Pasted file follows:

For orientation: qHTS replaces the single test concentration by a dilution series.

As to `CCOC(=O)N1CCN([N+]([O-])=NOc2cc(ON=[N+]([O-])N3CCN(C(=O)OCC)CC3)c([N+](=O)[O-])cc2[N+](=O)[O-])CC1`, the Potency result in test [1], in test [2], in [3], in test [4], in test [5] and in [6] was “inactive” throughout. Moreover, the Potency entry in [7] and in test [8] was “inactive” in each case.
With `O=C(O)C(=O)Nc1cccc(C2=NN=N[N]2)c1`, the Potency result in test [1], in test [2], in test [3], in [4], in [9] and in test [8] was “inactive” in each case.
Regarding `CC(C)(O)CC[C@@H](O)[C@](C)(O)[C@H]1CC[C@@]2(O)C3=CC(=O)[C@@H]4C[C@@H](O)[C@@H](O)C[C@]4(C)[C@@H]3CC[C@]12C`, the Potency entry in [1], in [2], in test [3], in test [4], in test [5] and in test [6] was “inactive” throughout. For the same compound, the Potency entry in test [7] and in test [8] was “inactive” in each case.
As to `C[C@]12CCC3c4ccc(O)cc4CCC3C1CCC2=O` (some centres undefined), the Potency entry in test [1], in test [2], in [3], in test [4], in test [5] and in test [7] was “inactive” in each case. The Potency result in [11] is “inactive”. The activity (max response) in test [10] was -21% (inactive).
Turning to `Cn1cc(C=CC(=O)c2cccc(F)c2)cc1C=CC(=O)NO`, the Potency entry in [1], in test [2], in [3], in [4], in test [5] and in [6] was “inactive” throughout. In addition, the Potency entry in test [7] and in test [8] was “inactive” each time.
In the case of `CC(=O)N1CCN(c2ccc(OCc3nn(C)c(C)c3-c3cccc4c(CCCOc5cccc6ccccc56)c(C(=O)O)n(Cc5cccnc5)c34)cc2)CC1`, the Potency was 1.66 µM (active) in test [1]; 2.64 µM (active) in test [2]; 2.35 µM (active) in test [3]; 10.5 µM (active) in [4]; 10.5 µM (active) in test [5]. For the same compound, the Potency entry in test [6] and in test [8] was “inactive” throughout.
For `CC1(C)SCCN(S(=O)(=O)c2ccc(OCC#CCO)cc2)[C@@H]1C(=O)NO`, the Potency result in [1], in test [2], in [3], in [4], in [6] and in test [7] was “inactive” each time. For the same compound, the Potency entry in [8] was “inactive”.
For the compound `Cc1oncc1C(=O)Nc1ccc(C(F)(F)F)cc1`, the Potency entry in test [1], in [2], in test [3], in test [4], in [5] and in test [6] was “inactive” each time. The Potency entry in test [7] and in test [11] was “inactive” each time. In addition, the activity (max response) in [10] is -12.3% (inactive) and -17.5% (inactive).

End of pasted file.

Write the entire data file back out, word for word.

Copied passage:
For orientation: qHTS replaces the single test concentration by a dilution series.

As to `CCOC(=O)N1CCN([N+]([O-])=NOc2cc(ON=[N+]([O-])N3CCN(C(=O)OCC)CC3)c([N+](=O)[O-])cc2[N+](=O)[O-])CC1`, the Potency result in test [1], in test [2], in [3], in test [4], in test [5] and in [6] was “inactive” throughout. Moreover, the Potency entry in [7] and in test [8] was “inactive” in each case.
With `O=C(O)C(=O)Nc1cccc(C2=NN=N[N]2)c1`, the Potency result in test [1], in test [2], in test [3], in [4], in [9] and in test [8] was “inactive” in each case.
Regarding `CC(C)(O)CC[C@@H](O)[C@](C)(O)[C@H]1CC[C@@]2(O)C3=CC(=O)[C@@H]4C[C@@H](O)[C@@H](O)C[C@]4(C)[C@@H]3CC[C@]12C`, the Potency entry in [1], in [2], in test [3], in test [4], in test [5] and in test [6] was “inactive” throughout. For the same compound, the Potency entry in test [7] and in test [8] was “inactive” in each case.
As to `C[C@]12CCC3c4ccc(O)cc4CCC3C1CCC2=O` (some centres undefined), the Potency entry in test [1], in test [2], in [3], in test [4], in test [5] and in test [7] was “inactive” in each case. The Potency result in [11] is “inactive”. The activity (max response) in test [10] was -21% (inactive).
Turning to `Cn1cc(C=CC(=O)c2cccc(F)c2)cc1C=CC(=O)NO`, the Potency entry in [1], in test [2], in [3], in [4], in test [5] and in [6] was “inactive” throughout. In addition, the Potency entry in test [7] and in test [8] was “inactive” each time.
In the case of `CC(=O)N1CCN(c2ccc(OCc3nn(C)c(C)c3-c3cccc4c(CCCOc5cccc6ccccc56)c(C(=O)O)n(Cc5cccnc5)c34)cc2)CC1`, the Potency was 1.66 µM (active) in test [1]; 2.64 µM (active) in test [2]; 2.35 µM (active) in test [3]; 10.5 µM (active) in [4]; 10.5 µM (active) in test [5]. For the same compound, the Potency entry in test [6] and in test [8] was “inactive” throughout.
For `CC1(C)SCCN(S(=O)(=O)c2ccc(OCC#CCO)cc2)[C@@H]1C(=O)NO`, the Potency result in [1], in test [2], in [3], in [4], in [6] and in test [7] was “inactive” each time. For the same compound, the Potency entry in [8] was “inactive”.
For the compound `Cc1oncc1C(=O)Nc1ccc(C(F)(F)F)cc1`, the Potency entry in test [1], in [2], in test [3], in test [4], in [5] and in test [6] was “inactive” each time. The Potency entry in test [7] and in test [11] was “inactive” each time. In addition, the activity (max response) in [10] is -12.3% (inactive) and -17.5% (inactive).